View Full Version : Motor Control (Feldman): BBS Call for Commentators

08-05-1994, 10:25 AM
Below is the abstract of a forthcoming target article by:
A.G. Feldman & M.F. Levin

This article has been accepted for publication in Behavioral and Brain
Sciences (BBS), an international, interdisciplinary journal providing
Open Peer Commentary on important and controversial current research in
the biobehavioral and cognitive sciences.

Commentators must be current BBS Associates or nominated by a current
BBS Associate. To be considered as a commentator for this article, to
suggest other appropriate commentators, or for information about how to
become a BBS Associate, please send email to:

harnad@clarity.princeton.edu or harnad@pucc.bitnet or write to:
BBS, 20 Nassau Street, #240, Princeton NJ 08542 [tel: 609-921-7771]

To help us put together a balanced list of commentators, please give
some indication of the aspects of the topic on which you would bring
your areas of expertise to bear if you were selected as a commentator.
An electronic draft of the full text is available for inspection by
anonymous ftp according to the instructions that follow after the abstract.
__________________________________________________ __________________


Anatol G. Feldman (1,2,4) & Mindy F. Levin (2,3,4)
Institute of Biomedical Engineering, University of Montreal (1)
Research Centre, Rehabilitation Institute of Montreal, H3S 2J4 (2)
School of Rehabilitation, University of Montreal (3)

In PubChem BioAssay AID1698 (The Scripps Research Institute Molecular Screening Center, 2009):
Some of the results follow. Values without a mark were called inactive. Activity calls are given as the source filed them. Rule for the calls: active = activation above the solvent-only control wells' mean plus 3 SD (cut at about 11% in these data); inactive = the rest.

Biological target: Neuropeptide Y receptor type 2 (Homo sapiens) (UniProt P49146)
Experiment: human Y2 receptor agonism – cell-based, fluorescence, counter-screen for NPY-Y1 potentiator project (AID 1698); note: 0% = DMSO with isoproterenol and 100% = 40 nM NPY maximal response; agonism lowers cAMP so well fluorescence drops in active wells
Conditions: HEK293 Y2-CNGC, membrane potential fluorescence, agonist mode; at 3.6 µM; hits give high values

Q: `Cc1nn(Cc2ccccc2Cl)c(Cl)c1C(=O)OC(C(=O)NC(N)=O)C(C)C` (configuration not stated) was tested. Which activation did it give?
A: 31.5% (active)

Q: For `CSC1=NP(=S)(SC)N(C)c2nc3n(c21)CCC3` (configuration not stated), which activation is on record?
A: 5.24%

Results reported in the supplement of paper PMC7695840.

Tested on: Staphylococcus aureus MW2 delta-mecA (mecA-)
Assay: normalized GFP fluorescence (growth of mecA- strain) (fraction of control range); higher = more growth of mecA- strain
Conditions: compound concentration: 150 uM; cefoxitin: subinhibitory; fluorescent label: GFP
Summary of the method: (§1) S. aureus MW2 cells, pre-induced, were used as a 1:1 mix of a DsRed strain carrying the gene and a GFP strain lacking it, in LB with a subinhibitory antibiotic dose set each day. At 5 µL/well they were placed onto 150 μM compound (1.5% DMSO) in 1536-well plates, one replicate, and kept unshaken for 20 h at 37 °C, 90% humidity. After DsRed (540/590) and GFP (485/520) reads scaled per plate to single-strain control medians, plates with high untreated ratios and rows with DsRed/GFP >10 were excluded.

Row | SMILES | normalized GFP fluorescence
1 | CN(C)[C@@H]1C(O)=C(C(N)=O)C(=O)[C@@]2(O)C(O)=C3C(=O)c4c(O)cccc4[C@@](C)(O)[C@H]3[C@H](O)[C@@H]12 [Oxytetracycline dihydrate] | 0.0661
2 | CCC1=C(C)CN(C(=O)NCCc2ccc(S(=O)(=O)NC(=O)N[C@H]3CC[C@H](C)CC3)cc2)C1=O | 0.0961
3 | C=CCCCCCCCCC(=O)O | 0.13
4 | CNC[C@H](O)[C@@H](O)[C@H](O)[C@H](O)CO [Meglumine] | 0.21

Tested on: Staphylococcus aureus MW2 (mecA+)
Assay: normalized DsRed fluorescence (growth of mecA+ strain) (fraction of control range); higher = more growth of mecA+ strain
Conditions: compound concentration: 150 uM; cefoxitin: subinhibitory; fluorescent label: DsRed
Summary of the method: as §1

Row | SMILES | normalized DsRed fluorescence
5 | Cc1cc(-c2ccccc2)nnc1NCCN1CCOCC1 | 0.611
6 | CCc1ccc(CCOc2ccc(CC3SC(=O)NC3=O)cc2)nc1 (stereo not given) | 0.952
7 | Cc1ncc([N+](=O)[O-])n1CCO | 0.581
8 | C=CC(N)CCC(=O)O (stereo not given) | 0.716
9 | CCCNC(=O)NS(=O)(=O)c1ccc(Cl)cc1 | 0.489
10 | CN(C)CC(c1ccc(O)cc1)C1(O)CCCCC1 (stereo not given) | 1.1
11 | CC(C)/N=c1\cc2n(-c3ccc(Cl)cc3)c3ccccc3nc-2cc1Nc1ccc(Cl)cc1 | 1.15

Centre for Research in Neurological Sciences, University of Montreal (4)

KEYWORDS: motor control, frames of reference, motoneurons, control
variables, proprioception, kinaesthesis, equilibrium points,
multi-muscle systems, pointing, synergy, redundancy problem.

ABSTRACT: A hypothesis about sensorimotor integration (the lambda
model) is described and applied to movement control and
kinesthesia. The nervous system organizes positional frames of
reference for the sensorimotor apparatus and produces active
movements by shifting frames in terms of spatial coordinates.
Kinematic and electromyographic patterns are not programmed but
emerge from the dynamic interaction of the system's components,
including external forces, within the designated frame of
reference. Motoneuronal threshold properties and proprioceptive
inputs to motoneurons may be important components in the
physiological mechanism which produces positional frames of
reference. The hypothesis that intentional movements are produced
by shifting the frame of reference is extended to multi-muscle and
multi-degrees of freedom systems by providing a solution for the
redundancy problem the allows the control of a joint alone or in
combination with other joints to produce any desired limb
configuration and movement trajectory. For each motor behavior, the
nervous system uses a strategy which minimizes the number of
changeable control variables and keep sthe parameters of these
changes invariant. This is illustrated by examples of simulated
kinematic and electromyographic signals from single- and
multi-joint arm movements produced by patterns of control
variables. Empirical support is provided and additional tests are
suggested. The model is contrasted with others based on the ideas
of programming of motoneuronal activity, muscle forces, stiffness
or movement kinematics.

To help you decide whether you would be an appropriate commentator for
this article, an electronic draft is retrievable by anonymous ftp from
princeton.edu according to the instructions below (the filename is
bbs.feldman). Please do not prepare a commentary on this draft.
Just let us know, after having inspected it, what relevant expertise
you feel you would bring to bear on what aspect of the article.
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